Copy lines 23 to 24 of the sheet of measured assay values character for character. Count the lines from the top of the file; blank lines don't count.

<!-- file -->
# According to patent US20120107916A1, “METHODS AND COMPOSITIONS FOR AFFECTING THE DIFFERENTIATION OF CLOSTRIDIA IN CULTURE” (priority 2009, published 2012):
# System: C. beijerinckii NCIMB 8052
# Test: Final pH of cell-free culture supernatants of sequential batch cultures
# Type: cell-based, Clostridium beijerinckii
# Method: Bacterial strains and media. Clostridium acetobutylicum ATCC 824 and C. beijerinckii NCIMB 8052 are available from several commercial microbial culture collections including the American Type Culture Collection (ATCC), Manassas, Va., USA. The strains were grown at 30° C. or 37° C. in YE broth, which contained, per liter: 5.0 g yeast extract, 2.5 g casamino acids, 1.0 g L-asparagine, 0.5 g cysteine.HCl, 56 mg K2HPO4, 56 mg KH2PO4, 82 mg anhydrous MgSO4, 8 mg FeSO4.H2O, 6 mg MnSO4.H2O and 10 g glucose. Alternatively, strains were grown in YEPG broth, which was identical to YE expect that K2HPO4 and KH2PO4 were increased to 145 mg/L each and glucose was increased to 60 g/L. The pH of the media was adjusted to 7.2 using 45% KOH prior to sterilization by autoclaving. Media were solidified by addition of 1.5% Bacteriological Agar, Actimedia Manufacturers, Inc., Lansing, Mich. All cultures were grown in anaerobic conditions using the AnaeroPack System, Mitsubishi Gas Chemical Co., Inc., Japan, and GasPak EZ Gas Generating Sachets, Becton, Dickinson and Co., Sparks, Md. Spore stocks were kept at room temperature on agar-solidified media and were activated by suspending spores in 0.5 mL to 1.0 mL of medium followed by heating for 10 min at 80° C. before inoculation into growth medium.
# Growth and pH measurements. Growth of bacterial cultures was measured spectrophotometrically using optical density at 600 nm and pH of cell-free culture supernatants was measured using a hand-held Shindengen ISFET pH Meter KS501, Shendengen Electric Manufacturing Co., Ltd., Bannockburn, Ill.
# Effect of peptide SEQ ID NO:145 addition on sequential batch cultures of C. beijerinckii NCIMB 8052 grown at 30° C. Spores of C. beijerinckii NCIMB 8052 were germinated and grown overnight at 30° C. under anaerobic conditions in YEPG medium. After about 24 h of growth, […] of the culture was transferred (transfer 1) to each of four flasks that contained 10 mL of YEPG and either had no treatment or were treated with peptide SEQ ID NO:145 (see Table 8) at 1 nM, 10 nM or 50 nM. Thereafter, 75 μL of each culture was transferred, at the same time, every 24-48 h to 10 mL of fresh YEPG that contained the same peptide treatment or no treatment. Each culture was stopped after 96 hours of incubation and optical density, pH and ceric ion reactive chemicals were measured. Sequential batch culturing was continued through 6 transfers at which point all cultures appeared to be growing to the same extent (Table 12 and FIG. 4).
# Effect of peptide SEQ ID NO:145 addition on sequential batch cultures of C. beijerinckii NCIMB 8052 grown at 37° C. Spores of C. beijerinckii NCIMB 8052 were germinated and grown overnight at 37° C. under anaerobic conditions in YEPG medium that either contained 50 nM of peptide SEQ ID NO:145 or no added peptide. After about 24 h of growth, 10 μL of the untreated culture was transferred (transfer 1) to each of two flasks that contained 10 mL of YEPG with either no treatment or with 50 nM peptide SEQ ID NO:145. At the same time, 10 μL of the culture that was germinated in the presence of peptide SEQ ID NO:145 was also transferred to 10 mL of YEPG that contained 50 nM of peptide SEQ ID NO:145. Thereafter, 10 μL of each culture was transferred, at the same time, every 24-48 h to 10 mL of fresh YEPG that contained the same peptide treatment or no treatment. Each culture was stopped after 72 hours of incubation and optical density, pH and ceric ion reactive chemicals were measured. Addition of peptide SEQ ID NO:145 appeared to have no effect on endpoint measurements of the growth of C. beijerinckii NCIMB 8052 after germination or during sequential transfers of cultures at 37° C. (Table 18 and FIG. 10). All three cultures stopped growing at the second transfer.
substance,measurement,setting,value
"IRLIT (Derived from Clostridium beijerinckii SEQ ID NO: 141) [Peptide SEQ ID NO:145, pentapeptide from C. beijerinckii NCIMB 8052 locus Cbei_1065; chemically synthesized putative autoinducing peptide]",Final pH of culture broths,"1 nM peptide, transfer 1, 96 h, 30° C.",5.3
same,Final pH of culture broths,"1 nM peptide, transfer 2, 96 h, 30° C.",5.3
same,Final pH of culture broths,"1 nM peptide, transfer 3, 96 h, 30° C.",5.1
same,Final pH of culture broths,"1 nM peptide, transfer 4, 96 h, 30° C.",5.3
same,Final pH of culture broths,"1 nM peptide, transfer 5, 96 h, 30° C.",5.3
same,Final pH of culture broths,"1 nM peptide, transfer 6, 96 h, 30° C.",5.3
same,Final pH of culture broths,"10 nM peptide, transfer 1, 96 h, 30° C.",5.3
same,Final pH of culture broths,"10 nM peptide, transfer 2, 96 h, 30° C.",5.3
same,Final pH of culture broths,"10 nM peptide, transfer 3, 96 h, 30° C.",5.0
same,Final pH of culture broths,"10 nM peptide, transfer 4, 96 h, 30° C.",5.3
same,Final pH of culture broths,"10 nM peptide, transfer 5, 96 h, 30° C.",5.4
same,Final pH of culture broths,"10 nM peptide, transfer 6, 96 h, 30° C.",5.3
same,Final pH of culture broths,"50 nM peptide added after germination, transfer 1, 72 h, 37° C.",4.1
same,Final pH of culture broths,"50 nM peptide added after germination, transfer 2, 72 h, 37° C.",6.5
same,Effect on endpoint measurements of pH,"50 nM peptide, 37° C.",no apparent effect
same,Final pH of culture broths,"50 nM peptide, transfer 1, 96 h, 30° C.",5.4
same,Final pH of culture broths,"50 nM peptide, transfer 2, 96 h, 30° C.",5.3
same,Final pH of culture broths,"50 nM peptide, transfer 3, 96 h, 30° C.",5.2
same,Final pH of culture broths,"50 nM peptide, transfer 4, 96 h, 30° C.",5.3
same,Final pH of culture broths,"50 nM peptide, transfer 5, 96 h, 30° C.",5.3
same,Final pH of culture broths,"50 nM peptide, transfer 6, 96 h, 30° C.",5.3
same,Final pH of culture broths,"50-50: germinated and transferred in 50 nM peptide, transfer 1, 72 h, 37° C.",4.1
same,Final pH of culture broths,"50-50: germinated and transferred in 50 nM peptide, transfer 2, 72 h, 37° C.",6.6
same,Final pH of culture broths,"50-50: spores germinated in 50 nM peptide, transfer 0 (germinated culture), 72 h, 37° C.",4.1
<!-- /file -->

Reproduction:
same,Final pH of culture broths,"50 nM peptide added after germination, transfer 2, 72 h, 37° C.",6.5
same,Effect on endpoint measurements of pH,"50 nM peptide, 37° C.",no apparent effect